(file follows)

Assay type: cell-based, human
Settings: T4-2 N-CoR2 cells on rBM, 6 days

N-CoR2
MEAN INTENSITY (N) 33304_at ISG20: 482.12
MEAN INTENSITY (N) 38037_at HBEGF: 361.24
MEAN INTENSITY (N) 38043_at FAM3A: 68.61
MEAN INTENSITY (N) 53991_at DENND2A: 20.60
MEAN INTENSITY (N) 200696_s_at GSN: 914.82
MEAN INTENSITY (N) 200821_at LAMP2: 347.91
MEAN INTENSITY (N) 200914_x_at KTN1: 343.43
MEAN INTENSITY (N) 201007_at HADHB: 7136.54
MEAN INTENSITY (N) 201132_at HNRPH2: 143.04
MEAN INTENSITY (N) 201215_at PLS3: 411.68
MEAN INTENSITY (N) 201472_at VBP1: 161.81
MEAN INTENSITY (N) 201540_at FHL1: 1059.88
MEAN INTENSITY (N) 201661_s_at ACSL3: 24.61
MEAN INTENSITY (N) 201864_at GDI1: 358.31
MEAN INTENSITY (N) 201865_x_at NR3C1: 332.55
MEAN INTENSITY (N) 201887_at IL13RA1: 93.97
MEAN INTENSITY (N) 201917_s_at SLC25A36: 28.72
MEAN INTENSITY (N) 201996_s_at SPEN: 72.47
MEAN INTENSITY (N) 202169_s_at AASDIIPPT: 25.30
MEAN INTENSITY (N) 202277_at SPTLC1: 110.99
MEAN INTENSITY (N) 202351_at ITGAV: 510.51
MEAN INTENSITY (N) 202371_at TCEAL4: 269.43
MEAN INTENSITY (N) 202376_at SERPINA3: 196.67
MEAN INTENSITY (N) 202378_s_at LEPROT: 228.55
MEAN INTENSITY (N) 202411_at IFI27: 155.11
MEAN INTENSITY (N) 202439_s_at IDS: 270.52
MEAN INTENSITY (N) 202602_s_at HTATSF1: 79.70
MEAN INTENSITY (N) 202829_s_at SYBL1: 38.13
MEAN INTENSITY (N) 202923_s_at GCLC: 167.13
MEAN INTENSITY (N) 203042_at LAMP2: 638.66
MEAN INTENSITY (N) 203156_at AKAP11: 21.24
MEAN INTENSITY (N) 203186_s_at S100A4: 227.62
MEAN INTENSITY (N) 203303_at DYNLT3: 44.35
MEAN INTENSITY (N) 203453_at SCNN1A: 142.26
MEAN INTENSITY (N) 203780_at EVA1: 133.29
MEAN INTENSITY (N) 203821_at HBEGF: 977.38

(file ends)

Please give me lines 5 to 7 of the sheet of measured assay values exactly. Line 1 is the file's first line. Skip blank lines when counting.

MEAN INTENSITY (N) 38037_at HBEGF: 361.24
MEAN INTENSITY (N) 38043_at FAM3A: 68.61
MEAN INTENSITY (N) 53991_at DENND2A: 20.60